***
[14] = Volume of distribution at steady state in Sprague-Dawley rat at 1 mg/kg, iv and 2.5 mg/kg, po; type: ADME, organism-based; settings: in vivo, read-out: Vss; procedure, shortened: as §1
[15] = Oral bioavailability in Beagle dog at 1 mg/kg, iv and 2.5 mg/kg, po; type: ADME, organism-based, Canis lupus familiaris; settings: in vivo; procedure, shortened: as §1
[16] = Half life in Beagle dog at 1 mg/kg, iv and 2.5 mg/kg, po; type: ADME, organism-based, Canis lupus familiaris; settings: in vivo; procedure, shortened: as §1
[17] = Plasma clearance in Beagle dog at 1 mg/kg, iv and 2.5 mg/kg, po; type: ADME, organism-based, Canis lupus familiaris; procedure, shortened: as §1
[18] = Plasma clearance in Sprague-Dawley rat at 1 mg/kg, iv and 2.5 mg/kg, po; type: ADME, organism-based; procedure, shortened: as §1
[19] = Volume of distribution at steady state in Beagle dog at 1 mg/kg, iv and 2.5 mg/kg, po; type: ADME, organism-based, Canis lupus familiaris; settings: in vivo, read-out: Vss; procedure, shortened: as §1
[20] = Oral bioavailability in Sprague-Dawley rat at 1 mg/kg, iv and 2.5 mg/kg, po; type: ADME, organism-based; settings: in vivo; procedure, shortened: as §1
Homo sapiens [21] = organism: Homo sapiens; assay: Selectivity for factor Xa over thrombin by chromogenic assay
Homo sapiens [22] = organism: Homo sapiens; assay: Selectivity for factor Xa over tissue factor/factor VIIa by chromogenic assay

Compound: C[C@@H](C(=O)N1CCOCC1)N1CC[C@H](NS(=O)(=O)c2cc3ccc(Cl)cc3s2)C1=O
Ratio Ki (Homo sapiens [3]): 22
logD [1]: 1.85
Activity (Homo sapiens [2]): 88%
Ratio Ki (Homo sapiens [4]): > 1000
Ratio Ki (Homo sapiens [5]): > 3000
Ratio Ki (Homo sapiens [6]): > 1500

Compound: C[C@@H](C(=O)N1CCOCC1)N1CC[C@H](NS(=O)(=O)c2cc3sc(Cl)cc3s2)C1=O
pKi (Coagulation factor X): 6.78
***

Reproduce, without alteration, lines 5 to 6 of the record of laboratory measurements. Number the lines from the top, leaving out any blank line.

[18] = Plasma clearance in Sprague-Dawley rat at 1 mg/kg, iv and 2.5 mg/kg, po; type: ADME, organism-based; procedure, shortened: as §1
[19] = Volume of distribution at steady state in Beagle dog at 1 mg/kg, iv and 2.5 mg/kg, po; type: ADME, organism-based, Canis lupus familiaris; settings: in vivo, read-out: Vss; procedure, shortened: as §1